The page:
Wednesday, January 15, 2014

Mok Bang (Food Porn) Broadcast by just Eating in South Korea

This is a very bizarre news which is happening in South Korea. The latest internet trend is a dinner porn which is known as "mok-bang" — a combo of the Korean words for "eating" and "broadcast" where people live-streaming themselves eating dinner. It has become a phenomena or a trend whereby the audiences become obsess watching the "hosts" gorging tons of dinner meals in front of a live stream on Afreeca TV website. In order to keep viewers to be entertained and stay tuning, the stars will try their bests to eat as tasty and soundly as much as they can besides, they perform all kinds of physical funny movements.

Food Porn: How to Make $40K a Month Just Eating

Jan. 14 (Bloomberg) -- From your TV set to Instagram, images of food are everywhere. A new South Korean phenom is taking the obsession with food to a whole new level. On peer-to-peer video site Afreeca TV, people are performing the act of Mok Bang, which roughly translates to broadcasting eating. Bloomberg's Rachel Crane reports.


Mok-Bang: Food Porn Dinner Trend Sees South Koreans Live Streaming Meals

The Huffington Post UK  |  By Brogan Driscoll Posted:

If you thought food porn amounted to posting a photo of your eggs Benedict on Instagram, think again. It's just taken on a whole new form.

Allow us to introduce the South Korean craze mok-bang. A fusion of the words for 'eating' and 'broadcast', the trend sees young people gorging on evening meals in front of a live stream, which is broadcast to thousands.

Unlike regular porn there's no sex, nudity or horny plumbers - all of the pleasure comes directly from the food. And that food comes in abundance.

So Dinner Porn is a thing in S.Korea now?
The celebrities of the mok-bang world, such as The Diva (pictured above), can spend a lot of money on their evening feasts. 

According to, The Diva spends the equivalent of about £1,835 ($3,000) per month on food. In the past she has been known to munch through an expensive monthly food bill of between $5,000 and $6,000.

It may seem like an expensive past time, but it certainly pays well - with some of the mok-bang gang expecting to rake in thousands of dollars a month.

The stars of the live stream show eat for approximately two hours at a time and can consume copious amounts of food - on an average night The Diva can be known to tuck into 30 fried eggs and crabs' legs or two medium pizzas.


Monday, January 6, 2014

Largest Harbin Ice & Snow Festival in the World

If you wish that your vacation won't be affected by the weather disaster such as winter storm then, you should make a visit to the freezing city of Harbin in China, with the average temperature of -22 degree Celsius. Harbin International Ice & Snow Festival is the biggest ice and snow festival in the world.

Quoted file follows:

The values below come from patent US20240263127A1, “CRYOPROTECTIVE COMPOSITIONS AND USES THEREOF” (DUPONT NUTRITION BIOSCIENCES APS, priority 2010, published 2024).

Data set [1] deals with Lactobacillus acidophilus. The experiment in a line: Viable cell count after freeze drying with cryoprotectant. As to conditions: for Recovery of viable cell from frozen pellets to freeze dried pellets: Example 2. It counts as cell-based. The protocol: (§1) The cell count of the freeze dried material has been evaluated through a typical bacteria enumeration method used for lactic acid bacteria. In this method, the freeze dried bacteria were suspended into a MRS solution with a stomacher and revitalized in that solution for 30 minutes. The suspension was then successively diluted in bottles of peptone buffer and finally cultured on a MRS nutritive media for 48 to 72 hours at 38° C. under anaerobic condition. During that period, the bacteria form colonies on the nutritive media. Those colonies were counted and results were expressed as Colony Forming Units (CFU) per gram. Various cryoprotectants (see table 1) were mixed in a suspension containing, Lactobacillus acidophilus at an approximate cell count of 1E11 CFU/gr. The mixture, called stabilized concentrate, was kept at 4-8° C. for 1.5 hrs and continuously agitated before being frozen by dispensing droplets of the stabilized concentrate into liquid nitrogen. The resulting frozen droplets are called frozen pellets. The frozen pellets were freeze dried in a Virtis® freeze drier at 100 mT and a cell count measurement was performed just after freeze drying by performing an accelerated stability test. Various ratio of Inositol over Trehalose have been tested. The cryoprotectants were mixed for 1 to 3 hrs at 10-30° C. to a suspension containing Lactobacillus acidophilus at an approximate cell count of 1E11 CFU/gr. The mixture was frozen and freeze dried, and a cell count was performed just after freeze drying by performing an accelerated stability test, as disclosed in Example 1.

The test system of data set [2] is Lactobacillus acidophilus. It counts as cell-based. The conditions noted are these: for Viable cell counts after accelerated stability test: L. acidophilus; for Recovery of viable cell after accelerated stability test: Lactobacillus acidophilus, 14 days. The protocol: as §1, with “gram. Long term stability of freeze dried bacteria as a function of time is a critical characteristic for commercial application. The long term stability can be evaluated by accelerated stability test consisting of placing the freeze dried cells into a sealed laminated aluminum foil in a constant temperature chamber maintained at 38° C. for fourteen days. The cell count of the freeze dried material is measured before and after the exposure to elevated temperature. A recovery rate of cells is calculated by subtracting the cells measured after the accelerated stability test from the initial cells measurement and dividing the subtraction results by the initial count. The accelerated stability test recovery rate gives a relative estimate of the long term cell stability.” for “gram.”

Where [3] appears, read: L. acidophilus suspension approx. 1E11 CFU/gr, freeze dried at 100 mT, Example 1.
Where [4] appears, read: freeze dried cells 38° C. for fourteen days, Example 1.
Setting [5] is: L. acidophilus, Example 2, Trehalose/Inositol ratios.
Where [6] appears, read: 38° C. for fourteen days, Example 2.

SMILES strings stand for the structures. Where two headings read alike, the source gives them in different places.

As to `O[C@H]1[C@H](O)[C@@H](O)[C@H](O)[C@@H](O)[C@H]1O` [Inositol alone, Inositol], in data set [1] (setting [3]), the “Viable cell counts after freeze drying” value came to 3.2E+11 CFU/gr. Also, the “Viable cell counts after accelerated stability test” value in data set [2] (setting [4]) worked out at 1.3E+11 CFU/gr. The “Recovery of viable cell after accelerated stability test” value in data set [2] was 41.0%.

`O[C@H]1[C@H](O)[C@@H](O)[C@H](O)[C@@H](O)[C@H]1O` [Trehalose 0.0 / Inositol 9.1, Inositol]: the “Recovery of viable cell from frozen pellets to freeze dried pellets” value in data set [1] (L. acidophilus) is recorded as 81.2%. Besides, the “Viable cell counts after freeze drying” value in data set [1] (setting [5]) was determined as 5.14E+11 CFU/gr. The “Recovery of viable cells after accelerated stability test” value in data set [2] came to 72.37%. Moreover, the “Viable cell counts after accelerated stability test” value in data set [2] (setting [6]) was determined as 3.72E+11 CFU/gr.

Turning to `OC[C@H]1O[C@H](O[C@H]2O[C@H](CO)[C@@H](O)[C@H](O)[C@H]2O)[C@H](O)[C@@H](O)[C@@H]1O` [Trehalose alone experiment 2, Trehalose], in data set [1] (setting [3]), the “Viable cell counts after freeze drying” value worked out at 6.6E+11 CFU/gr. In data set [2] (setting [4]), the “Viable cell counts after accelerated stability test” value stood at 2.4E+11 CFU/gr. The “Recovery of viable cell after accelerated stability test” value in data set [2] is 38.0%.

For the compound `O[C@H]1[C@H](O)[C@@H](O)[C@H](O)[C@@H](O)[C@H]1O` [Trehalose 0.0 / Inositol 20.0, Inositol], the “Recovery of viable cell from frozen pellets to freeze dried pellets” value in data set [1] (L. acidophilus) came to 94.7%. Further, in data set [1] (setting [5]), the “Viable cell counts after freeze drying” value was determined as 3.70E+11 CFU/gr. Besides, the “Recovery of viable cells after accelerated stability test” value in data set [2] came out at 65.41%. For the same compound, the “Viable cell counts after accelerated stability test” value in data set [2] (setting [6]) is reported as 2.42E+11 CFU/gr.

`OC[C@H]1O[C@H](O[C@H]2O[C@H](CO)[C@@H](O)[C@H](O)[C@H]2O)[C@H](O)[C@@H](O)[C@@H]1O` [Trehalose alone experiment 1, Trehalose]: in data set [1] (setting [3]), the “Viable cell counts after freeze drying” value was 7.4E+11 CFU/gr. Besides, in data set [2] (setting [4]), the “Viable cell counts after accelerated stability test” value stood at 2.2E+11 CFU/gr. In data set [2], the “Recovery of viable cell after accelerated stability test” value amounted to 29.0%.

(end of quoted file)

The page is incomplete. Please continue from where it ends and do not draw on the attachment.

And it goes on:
Harbin International Ice & Snow Festival is held from January to February yearly in a 750,00 square meter park. About 10,000 workers built ice towers and ice sculptures and lit them up with lasers by using 180,000 cubic meter ice and 150,000 cubic meter snow within 15 days.  


The Harbin Ice Festival Is A Compilation Of Everything We Love About China

The Huffington Post  |  By Suzy Strutner  Source: The Huffington Post Posted:
It's likely that temperatures will plummet to -20 degrees Fahrenheit during China's Harbin International Ice & Snow Festival this month.
But that won't stop thousands of tourists from showing up to see some towering, glimmering, stunning sculptures lit with lasers in the middle of a frigid tundra. This festival is a tradition, and they're committed to it whatever the weather... which we can't say would ever happen in America.

The Festival, now in its 30th installment, is one of the biggest "ice and snow festivals" in the world. It takes 15,000 workers to construct the frozen playground, which opened on January 5 and will stick around until whenever things get melty, usually around mid-February.
This year, the theme for the Festival is “Global Ice and Snow Dream, World Cartoon Tour." This may explain why the walkable wonderland is home to re-constructions of the Colosseum, Mickey Mouse, and... rubber duckies?!
The Festival is no random expression of ice art-- it's a reference back to the days of yore, when fishermen on the Songhua River used lamps carved from ice to light their work at night.
During the Festival, you too can show reverence for their ancient practice when you visit the special "Ice Lantern Garden Party," where activities include "sitting on the ice sailing boat, hitting the ice monkeys, seeing the wedding on the ice." Oh, what fun!